Search Results

You are looking at 1 - 1 of 1 items for

  • Author or Editor: Scott R. Latimer x
Clear All Modify Search

Growing vegetables in controlled environments (CEs), such as hydroponics, aquaponics, and vertical structures, is a rapidly expanding industry in Florida and the United States, especially in nearby urban areas. Although lettuce (Lactuca sativa) is still mostly produced in fields, growing in CEs proximal to urban areas has become increasingly popular because it may facilitate reduced transportation time and associated postharvest degradation. Lettuce is among the top-most consumed vegetables in the United States and could provide some of the nutrition missing in the US diet. This research was planned to understand the levels of some vitamins that are key for human health, including vitamin E (tocopherols), vitamin K1 (phylloquinone), and vitamin C (ascorbic acid), in lettuce grown in greenhouse hydroponics. Lettuce germplasm was grown using the hydroponic nutrient film technique system in three greenhouse experiments: at the beginning, middle, and end of the Florida, USA, growing season (from Aug 2020 to Mar 2021). Genetic variation for these vitamins were found among the germplasm tested in the four morphological types of lettuce, romaine, Boston, Latin, and leaf. In addition, a sugar analysis was conducted in this germplasm, of which fructose was the most abundant sugar. A significant genotype × environment (G × E) interaction was observed, indicating that the levels of these compounds, especially vitamins, was environment dependent. However, the presence of certain non-crossover G × E interactions indicates that selecting lettuce in a representative environment could result in new cultivars with higher vitamin content. This research marks the initial steps to improve lettuce for these vitamins, which can contribute to better health of US consumers, not for the highest amount of these compounds in lettuce but for the offset due to its high consumption.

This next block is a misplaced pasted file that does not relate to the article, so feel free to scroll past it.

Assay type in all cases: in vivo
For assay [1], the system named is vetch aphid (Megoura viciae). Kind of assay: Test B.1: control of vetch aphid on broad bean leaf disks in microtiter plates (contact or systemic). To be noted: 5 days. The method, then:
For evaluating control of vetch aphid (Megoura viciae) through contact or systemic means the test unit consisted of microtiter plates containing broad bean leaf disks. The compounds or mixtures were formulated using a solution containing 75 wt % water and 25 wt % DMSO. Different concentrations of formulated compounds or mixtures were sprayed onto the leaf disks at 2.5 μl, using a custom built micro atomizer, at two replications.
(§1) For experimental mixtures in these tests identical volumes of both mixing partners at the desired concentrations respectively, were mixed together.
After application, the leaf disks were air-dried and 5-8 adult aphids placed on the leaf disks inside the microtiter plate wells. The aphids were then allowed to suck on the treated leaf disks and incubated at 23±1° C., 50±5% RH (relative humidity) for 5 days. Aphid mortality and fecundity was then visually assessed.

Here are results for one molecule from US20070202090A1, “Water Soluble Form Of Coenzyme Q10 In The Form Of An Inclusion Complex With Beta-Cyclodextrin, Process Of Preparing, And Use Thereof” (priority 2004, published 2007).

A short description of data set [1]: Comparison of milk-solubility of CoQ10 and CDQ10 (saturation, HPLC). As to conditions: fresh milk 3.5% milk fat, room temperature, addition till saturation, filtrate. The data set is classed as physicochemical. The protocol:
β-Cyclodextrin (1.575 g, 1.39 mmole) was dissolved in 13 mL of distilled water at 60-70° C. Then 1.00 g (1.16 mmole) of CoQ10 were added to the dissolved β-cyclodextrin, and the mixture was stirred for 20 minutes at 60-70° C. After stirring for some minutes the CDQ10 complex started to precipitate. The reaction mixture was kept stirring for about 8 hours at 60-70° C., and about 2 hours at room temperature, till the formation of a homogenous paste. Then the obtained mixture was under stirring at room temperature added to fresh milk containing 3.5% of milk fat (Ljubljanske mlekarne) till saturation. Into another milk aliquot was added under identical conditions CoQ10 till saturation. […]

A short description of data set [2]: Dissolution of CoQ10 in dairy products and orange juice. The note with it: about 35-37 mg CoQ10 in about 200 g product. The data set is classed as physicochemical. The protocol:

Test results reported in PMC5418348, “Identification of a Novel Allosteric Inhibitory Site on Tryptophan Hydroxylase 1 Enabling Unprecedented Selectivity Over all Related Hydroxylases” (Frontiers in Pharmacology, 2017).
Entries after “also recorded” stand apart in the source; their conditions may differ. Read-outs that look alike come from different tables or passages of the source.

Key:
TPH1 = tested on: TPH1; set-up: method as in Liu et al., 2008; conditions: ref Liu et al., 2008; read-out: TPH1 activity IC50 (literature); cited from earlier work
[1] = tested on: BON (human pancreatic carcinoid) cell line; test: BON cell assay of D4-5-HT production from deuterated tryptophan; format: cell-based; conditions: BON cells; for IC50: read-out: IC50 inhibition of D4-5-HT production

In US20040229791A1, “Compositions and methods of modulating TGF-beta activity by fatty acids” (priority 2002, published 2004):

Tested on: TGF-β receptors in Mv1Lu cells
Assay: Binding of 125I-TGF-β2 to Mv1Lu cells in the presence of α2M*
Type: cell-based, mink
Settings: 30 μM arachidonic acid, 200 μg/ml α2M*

Open Access